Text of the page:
Preventing Window Collisions

Avoiding the big bang

We've all heard it - the sickening crack of a bird against our living room window. It's a heartbreaking sound, especially when the collision causes the bird to die or be seriously hurt. If your garden is home to a big bird population, you'll want to prevent any birds from mistaking your window for another part of your yard and attempting to fly through. The less risk your garden has to unsuspecting birds, the more birds you will see returning to your feeders, bird baths and bird houses.

Birds see differently than humans do - what looks like a reflection of the garden to us is actually an extension of the garden to them. The problem multiplies when two windows are superimposed, like when a front and back window face each other. Birds mistake this as a fly-through zone and may utilize it as an escape route from a predator. Either way, they're unpleasantly surprised and stunned when what they think is a safe place to go ends up being a barrier. You may find that birds will often crash into the same window, or the same couple of windows on your house. If this is true, it means that the birds in your yard view this spot as a safe fly-through zone, and that will make it easier for you to show them a safer way to escape.

Preventing Window Collisions

Fortunately, there are ways for you to prevent window collisions and restore peace of mind, and peace of garden, in your yard. The problem is not the inside of your window - it's the outside. Even if you hang a curtain or a blind inside your house, the reflection is still visible to the birds on the outside.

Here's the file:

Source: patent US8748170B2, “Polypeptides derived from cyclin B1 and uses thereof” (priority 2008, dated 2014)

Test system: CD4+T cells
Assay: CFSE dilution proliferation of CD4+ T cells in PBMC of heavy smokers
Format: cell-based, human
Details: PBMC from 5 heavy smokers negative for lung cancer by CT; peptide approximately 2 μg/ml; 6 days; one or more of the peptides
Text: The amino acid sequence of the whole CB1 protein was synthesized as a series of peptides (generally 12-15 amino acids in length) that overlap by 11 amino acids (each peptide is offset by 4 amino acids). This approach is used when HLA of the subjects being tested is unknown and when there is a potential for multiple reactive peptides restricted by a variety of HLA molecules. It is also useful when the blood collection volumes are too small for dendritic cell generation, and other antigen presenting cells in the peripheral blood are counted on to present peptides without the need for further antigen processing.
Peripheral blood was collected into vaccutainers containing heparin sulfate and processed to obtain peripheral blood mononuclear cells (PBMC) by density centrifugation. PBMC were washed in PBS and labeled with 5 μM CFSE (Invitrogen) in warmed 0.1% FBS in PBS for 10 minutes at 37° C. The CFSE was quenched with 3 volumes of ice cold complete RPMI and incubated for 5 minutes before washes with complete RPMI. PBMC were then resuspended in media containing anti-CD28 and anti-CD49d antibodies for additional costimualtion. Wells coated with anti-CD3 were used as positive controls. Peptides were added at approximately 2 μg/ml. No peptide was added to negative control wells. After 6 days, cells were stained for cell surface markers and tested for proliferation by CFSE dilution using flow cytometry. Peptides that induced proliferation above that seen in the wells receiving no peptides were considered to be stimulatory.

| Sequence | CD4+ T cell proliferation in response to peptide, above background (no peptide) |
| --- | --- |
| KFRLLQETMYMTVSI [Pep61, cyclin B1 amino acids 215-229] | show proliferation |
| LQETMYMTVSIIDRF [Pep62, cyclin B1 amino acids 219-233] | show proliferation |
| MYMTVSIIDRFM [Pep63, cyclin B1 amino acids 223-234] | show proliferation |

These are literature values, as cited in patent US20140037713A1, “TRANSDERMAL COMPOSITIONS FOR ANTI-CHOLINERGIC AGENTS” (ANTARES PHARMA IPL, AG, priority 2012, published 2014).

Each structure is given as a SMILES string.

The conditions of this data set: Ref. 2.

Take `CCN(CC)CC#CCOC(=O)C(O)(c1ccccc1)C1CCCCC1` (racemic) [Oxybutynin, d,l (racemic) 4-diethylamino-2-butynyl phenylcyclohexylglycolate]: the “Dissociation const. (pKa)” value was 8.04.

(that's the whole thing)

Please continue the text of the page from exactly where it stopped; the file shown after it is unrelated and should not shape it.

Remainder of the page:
If you have a problem with window collisions, you should consider these tips:

  • Try tacking a fine plastic mesh over the outside of your windows. This is a relatively inexpensive option available at any garden center and will ensure that the reflection in your window is broken up.
  • Place a decal shaped like a hawk or other bird of prey in your window. This works as a scarecrow - all wild birds will avoid predators. Depending on your window problem, you can choose red decals, if your window reflects the garden, or black ones, if your window is superimposed and creating a false fly-through zone. Birds' eyes see differently than ours, so picking the right color will ensure that they will see the decal and fly the other way.
  • Place feeders and bird houses away from the offending window.
  • Break up the reflection by hanging sun catchers, crystals or other window decorations in your window.

If a bird crashes into your window and seems to be seriously hurt, make sure you know what to do to provide emergency bird care. Remember; never touch a wild animal with bare hands.